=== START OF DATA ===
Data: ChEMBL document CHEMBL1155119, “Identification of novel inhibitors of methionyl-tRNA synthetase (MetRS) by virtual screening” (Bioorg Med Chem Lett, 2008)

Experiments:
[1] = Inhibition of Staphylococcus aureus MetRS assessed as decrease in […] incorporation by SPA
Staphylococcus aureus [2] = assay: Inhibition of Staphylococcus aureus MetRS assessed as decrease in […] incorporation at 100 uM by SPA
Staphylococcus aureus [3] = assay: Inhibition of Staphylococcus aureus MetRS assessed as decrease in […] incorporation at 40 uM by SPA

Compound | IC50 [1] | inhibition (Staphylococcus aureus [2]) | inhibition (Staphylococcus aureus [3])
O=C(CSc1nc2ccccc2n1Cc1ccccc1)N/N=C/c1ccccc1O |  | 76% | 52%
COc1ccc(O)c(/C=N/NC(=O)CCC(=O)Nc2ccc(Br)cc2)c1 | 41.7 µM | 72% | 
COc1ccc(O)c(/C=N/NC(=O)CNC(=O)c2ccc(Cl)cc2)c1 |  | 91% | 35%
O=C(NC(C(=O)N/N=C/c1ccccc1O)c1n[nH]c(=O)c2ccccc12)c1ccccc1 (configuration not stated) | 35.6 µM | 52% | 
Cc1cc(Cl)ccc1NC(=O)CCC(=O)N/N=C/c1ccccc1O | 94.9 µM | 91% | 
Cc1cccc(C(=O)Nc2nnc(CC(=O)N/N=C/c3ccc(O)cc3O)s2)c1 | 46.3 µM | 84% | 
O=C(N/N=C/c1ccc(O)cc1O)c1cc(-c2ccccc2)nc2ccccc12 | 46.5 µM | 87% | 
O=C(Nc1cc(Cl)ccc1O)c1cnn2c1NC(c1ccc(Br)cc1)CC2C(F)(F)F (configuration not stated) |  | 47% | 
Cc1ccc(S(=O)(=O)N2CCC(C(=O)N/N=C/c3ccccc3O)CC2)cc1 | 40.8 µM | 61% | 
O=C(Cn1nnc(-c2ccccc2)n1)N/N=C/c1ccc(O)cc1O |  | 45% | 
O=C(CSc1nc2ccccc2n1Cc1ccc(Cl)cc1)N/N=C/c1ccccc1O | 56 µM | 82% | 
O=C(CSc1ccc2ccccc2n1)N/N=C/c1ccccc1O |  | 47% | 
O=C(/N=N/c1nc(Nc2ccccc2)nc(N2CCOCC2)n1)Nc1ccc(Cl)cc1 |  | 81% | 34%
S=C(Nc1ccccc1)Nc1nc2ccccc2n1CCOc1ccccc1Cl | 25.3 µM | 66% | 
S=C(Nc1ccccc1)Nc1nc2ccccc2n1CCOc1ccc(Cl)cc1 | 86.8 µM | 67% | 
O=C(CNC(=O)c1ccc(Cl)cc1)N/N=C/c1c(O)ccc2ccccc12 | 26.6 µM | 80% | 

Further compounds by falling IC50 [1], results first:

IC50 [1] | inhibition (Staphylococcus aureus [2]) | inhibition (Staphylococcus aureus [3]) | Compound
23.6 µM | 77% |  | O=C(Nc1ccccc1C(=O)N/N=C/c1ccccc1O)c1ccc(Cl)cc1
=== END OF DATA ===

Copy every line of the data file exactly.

Data: ChEMBL document CHEMBL1155119, “Identification of novel inhibitors of methionyl-tRNA synthetase (MetRS) by virtual screening” (Bioorg Med Chem Lett, 2008)

Experiments:
[1] = Inhibition of Staphylococcus aureus MetRS assessed as decrease in […] incorporation by SPA
Staphylococcus aureus [2] = assay: Inhibition of Staphylococcus aureus MetRS assessed as decrease in […] incorporation at 100 uM by SPA
Staphylococcus aureus [3] = assay: Inhibition of Staphylococcus aureus MetRS assessed as decrease in […] incorporation at 40 uM by SPA

Compound | IC50 [1] | inhibition (Staphylococcus aureus [2]) | inhibition (Staphylococcus aureus [3])
O=C(CSc1nc2ccccc2n1Cc1ccccc1)N/N=C/c1ccccc1O |  | 76% | 52%
COc1ccc(O)c(/C=N/NC(=O)CCC(=O)Nc2ccc(Br)cc2)c1 | 41.7 µM | 72% | 
COc1ccc(O)c(/C=N/NC(=O)CNC(=O)c2ccc(Cl)cc2)c1 |  | 91% | 35%
O=C(NC(C(=O)N/N=C/c1ccccc1O)c1n[nH]c(=O)c2ccccc12)c1ccccc1 (configuration not stated) | 35.6 µM | 52% | 
Cc1cc(Cl)ccc1NC(=O)CCC(=O)N/N=C/c1ccccc1O | 94.9 µM | 91% | 
Cc1cccc(C(=O)Nc2nnc(CC(=O)N/N=C/c3ccc(O)cc3O)s2)c1 | 46.3 µM | 84% | 
O=C(N/N=C/c1ccc(O)cc1O)c1cc(-c2ccccc2)nc2ccccc12 | 46.5 µM | 87% | 
O=C(Nc1cc(Cl)ccc1O)c1cnn2c1NC(c1ccc(Br)cc1)CC2C(F)(F)F (configuration not stated) |  | 47% | 
Cc1ccc(S(=O)(=O)N2CCC(C(=O)N/N=C/c3ccccc3O)CC2)cc1 | 40.8 µM | 61% | 
O=C(Cn1nnc(-c2ccccc2)n1)N/N=C/c1ccc(O)cc1O |  | 45% | 
O=C(CSc1nc2ccccc2n1Cc1ccc(Cl)cc1)N/N=C/c1ccccc1O | 56 µM | 82% | 
O=C(CSc1ccc2ccccc2n1)N/N=C/c1ccccc1O |  | 47% | 
O=C(/N=N/c1nc(Nc2ccccc2)nc(N2CCOCC2)n1)Nc1ccc(Cl)cc1 |  | 81% | 34%
S=C(Nc1ccccc1)Nc1nc2ccccc2n1CCOc1ccccc1Cl | 25.3 µM | 66% | 
S=C(Nc1ccccc1)Nc1nc2ccccc2n1CCOc1ccc(Cl)cc1 | 86.8 µM | 67% | 
O=C(CNC(=O)c1ccc(Cl)cc1)N/N=C/c1c(O)ccc2ccccc12 | 26.6 µM | 80% | 

Further compounds by falling IC50 [1], results first:

IC50 [1] | inhibition (Staphylococcus aureus [2]) | inhibition (Staphylococcus aureus [3]) | Compound
23.6 µM | 77% |  | O=C(Nc1ccccc1C(=O)N/N=C/c1ccccc1O)c1ccc(Cl)cc1